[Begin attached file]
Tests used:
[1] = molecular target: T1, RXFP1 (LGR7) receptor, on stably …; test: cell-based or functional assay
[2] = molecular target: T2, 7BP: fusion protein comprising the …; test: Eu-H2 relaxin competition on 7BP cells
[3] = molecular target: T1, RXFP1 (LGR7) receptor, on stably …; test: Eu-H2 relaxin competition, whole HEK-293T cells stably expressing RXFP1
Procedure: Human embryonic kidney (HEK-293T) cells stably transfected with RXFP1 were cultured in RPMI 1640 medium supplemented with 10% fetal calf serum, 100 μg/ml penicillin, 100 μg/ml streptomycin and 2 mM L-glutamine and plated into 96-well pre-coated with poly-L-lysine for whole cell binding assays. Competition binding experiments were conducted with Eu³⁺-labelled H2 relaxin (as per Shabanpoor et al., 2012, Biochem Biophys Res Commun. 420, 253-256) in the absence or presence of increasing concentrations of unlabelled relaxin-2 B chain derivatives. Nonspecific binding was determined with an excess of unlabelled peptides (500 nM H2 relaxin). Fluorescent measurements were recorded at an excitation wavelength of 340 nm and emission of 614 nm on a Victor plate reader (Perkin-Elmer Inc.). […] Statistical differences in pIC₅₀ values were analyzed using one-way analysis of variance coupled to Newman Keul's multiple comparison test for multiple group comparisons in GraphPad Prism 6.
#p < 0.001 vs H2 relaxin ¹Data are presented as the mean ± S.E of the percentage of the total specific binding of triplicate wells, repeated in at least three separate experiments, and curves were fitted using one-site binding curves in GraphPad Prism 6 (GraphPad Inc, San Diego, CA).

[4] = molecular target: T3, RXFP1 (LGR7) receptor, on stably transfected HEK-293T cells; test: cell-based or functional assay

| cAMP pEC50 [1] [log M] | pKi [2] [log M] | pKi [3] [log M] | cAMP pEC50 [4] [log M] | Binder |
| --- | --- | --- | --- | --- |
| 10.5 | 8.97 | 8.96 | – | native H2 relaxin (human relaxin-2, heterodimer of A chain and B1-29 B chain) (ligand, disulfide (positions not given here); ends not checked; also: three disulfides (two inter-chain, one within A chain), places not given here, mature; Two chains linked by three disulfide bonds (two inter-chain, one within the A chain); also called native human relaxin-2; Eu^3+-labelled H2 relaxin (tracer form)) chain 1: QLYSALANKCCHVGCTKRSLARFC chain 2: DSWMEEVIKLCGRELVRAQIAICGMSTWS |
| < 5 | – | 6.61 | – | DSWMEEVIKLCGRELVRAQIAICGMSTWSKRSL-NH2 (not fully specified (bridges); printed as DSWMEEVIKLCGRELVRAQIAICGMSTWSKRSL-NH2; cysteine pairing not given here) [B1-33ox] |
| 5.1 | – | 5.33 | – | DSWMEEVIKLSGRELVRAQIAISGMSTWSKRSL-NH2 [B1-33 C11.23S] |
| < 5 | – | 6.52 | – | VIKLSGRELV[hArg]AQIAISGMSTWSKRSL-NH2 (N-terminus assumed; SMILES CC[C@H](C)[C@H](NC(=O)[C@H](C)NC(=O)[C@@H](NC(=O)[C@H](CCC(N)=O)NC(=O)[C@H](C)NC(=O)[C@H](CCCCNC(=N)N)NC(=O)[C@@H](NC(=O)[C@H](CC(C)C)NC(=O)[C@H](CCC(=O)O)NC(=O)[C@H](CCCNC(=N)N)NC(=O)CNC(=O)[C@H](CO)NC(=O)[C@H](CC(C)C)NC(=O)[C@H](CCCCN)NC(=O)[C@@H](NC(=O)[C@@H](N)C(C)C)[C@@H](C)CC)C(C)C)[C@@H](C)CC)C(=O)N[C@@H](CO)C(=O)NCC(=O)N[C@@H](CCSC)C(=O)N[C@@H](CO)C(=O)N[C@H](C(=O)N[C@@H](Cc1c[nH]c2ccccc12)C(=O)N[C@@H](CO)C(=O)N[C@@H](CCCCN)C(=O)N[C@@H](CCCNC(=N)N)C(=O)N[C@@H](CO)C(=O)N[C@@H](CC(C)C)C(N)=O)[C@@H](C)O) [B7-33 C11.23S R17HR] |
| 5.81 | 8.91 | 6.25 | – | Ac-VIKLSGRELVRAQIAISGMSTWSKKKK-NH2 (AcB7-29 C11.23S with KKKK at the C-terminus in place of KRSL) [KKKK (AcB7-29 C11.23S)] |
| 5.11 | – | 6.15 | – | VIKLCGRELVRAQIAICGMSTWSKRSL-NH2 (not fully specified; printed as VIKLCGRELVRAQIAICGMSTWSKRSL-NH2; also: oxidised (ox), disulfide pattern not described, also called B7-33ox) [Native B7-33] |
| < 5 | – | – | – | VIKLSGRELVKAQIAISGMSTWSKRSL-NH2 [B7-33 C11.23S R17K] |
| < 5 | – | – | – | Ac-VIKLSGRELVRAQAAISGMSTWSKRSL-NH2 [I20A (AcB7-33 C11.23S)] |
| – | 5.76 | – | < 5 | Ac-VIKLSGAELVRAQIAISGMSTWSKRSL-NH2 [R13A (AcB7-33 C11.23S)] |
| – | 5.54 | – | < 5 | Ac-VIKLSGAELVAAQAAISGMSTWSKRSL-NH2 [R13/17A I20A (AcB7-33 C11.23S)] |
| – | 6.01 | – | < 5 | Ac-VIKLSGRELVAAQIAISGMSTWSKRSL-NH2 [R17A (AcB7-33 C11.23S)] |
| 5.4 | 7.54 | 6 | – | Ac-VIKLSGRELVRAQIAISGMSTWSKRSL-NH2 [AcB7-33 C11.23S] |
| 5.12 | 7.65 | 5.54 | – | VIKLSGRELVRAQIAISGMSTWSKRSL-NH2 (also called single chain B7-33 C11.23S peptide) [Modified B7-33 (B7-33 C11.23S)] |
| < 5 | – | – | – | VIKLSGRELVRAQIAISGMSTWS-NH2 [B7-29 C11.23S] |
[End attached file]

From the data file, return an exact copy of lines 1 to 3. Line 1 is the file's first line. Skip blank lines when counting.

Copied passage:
Tests used:
[1] = molecular target: T1, RXFP1 (LGR7) receptor, on stably …; test: cell-based or functional assay
[2] = molecular target: T2, 7BP: fusion protein comprising the …; test: Eu-H2 relaxin competition on 7BP cells